Xuebin WangResearch Scientist, Fundamental and Computational Sciences Directorate
http://emslbios.pnl.gov/id/wang_x Updated: July 17, 2002
Washington State University
Current Activities and Projects
Investigation of free and solvated multiply-charged anions using photoelectron spectroscopy.
Multiply charged anions are ubiquitous in nature, often found in solutions and solids. Many inorganic, organic, and biomolecules exist as multiply charged anions in solution. However, few multiply charged anions have been studied in the gas phase due to the difficulty of their formation and their intrinsic instability. Multiply charged anions are interesting many-body systems and are important to study from both a fundamental and practical point of view. Electrons in multiply charged anions are bound by a repulsive Coulomb barrier (analogous to that of alpha-particles in heavy nuclei). Investigation of the shape of and tunneling through this potential barrier allows us to understand the stability and lifetime of the anions. Furthermore, investigation of free multiply charged anions and their solvated species can provide microscopic information for understanding solution phase chemistry and inorganic materials involving these anions.
We have developed a new experimental technique to investigate multiply chanions in the gas phase. An electrospray ion source, in which a solution sample containing the anions is sprayed through a syringe needle under negative bias, is designed and developed to produce multiply charged anions. Ion-trap-time-of-flight mass spectrometry is used to analyze the formed anions. Size- and charge-selected photodetachment photoelectron spectroscopy is used to obtain information about the stability and electronic structure of the anions and their microscopic solvation. We are investigating a wide range of anionic species, which are important in organic, inorganic, and biochemistry, as well as in solid materials and catalysis.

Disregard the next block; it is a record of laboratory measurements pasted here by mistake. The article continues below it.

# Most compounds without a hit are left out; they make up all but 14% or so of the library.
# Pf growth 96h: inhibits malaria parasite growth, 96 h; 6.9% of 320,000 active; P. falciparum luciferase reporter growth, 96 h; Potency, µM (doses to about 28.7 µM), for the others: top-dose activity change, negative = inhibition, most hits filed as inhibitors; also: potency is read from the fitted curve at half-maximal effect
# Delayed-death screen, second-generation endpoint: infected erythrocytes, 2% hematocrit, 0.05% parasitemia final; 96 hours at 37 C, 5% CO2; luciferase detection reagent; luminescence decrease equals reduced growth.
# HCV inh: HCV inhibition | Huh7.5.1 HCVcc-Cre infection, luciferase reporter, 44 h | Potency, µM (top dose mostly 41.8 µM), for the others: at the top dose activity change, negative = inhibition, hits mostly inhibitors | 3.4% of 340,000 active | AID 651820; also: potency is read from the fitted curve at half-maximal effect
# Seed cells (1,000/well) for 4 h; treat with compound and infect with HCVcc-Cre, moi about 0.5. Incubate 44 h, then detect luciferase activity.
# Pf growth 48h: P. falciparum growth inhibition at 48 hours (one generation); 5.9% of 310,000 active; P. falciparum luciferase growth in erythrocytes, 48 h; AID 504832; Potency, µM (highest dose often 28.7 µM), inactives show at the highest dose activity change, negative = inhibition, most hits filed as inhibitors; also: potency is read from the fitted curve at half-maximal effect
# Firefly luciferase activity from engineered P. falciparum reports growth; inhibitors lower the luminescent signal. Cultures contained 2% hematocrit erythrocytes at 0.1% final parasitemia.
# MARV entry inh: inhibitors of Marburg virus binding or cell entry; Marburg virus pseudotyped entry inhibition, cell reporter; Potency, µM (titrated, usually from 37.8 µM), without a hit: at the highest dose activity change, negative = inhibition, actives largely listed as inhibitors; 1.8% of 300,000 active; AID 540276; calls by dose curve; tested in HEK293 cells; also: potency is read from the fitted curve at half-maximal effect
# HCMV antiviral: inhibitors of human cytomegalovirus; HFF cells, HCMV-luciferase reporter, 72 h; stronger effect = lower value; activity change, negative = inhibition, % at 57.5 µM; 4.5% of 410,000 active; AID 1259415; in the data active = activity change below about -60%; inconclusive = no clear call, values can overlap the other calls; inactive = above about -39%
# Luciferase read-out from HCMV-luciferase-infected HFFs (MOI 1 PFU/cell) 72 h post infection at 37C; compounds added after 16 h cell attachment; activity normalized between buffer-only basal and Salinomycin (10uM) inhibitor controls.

Jul. 2000 to Present: Research Scientist, Pacific Northwest National Laboratory & Washington State University
Feb. 1997 to Jun. 2000, Pacific Northwest National Laboratory & Washington State University. Postdoctoral Research Fellow with Professor Lai-Sheng Wang, W. R. Wiley Environmental Molecular Sciences Laboratory.
Apr.1995 to Jan. 1997 Columbia University, New York, NY. Postdoctoral Research Associate with Professor Richard Bersohn, Chemistry Department.
Sep.1993 to Feb.1995 Hebrew University of Jerusalem, Israel. Visiting Ph.D Candidate with Professor R.D.Levine, Fritz Haber Center for Molecular Dynamics.
Ph.D., Feb. 1995, Institute of Chemistry, Chinese Academy of Sciences, Beijing, China
Dissertation: "Atom-molecular reaction dynamics ( in gas phase ) studied by time-resolved FTIR emission spectrometer and Quasiclassical trajectory computation."
M. S. July 1991 Institute of Chemistry, Chinese Academy of Sciences, Beijing, China
Thesis: "Establishment and application of a UV laser/Time-resolved FTIR Emission Spectrometer used for photodissociation and secondary reaction"
B. S. July 1988 Department of Chemical Physics, University of Sciences and Technology of China
Awards, Honors, & Appointments
1999 M. T. Thomas Award for Outstanding Postdoctoral Achievement, Pacific Northwest National Laboratory.
1992 Award for the Advancement of Science and Technology, Chinese Academy of Sciences.
1992 President Scholarship, Chinese Academy of Sciences
1987 Hua Shen Scholarship, University of Sciences and Technology of China
1984--1988: Scholarship, University of Sciences and Technology of China